"It’s possible we’ll be wearing McQueen’s Plato’s Atlantis collection [20 years from now], because there’ll be nothing else quite like it."


What will the future bring? Many of us talk about reaching a Next Level but how many of us are really at that next level? And for those of us that aren't, how are we challenging ourselves to get there?

I get some weird ideas on what to wear, and when I get sideways stares and snide comments as I walk by, I know that I'm doing it right. What are you doing to reach the next level?

March 29, 2010


A little while back, I went on a hunt. It was a hunt for the perfect, leather, logo-free medium/large bag with both handles and a long strap.

Somehow, within weeks of starting this hunt, I came across the CLAREVIVIER line and it was love at first sight. I got this new bag for spring, and it's practically perfect in every way.

This messenger tote was pretty much exactly what I wanted in my life. I was looking at the company's website, contemplating if I should make the purchase. I waited a couple days on it, and in the meantime subscribed to the blog (adorable.) I tend to get a little too "into" any person/company/brand that I like, even if for a few days. And CLAREVIVIER pretty much instantly became a stalker situation for me with goods like this.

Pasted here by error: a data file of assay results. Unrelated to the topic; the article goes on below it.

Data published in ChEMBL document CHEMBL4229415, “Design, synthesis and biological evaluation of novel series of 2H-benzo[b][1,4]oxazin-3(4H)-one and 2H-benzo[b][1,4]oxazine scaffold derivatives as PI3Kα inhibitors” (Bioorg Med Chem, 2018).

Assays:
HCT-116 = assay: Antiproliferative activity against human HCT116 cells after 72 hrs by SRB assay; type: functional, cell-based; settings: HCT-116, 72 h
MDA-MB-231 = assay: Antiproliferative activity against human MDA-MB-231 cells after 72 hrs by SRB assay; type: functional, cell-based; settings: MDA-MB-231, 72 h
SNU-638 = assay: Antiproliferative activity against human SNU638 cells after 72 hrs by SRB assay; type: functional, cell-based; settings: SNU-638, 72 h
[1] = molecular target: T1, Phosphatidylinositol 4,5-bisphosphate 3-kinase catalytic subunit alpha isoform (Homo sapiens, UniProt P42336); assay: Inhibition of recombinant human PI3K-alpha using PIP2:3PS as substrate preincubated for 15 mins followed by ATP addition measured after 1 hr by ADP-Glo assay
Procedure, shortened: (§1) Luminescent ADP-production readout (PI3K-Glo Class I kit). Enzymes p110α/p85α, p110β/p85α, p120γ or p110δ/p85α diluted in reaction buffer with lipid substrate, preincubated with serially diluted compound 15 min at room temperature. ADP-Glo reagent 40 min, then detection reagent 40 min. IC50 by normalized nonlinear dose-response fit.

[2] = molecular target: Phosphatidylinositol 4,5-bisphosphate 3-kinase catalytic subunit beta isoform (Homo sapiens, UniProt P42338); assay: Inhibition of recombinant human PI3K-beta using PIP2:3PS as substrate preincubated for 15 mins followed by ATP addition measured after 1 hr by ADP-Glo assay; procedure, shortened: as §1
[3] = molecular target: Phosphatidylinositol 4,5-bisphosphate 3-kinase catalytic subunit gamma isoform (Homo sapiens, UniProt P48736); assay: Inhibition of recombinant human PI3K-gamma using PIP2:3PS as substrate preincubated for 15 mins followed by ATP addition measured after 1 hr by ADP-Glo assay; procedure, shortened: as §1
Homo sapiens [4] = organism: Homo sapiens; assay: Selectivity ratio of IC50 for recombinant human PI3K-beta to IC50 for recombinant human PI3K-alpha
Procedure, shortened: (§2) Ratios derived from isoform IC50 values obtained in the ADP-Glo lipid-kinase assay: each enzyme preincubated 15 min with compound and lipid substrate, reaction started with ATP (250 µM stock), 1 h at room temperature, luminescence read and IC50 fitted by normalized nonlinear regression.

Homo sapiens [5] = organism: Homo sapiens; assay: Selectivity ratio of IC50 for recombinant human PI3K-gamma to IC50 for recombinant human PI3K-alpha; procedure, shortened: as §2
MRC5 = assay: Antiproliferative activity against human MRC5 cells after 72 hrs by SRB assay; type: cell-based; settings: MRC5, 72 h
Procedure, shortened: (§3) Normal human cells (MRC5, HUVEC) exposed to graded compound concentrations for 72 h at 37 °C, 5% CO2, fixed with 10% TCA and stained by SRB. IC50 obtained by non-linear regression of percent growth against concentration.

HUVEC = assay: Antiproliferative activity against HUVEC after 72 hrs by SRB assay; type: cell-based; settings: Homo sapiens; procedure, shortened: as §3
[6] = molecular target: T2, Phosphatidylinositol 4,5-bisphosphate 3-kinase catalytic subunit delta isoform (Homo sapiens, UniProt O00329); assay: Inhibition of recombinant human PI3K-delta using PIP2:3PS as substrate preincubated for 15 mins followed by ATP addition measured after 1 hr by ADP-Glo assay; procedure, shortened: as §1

All the bags are locally made in Burbank, and it seems Clare herself is still very involved in the manufacturing process. Pictures like this make me happy (from the blog).

On further, deeper levels of stalking, I followed Clare to Paris, found out she's from Minnesota, and swooned over her personal style. But really, my stalkerism aside, the quality speaks for itself. I love how the bag manages to have both a handmade and luxury feel at the same time.

I also really like the font of the branding.

It's pretty interesting watching this label grow via Clare's blog posts. Inasmuch as I feel like I get to "know" someone through an online persona, I like how a blog can personalize the product for me and make me feel excited for someone's success.

Woes of early adulthood

Somehow I've ended up in something resembling a professional job. Almost. It's like I've got one foot in the door/grave. Sometimes, this feels good. Like as an excuse to wear more tailored clothing. Other times, this sucks and I hate growing up. And on other days, my mind just oscillates and I end up feeling confused. Mike saw this outfit and was like, "It's pretty J. Crew." To which I said, "these tights have a big run in them." And the shoes have to count for something, right?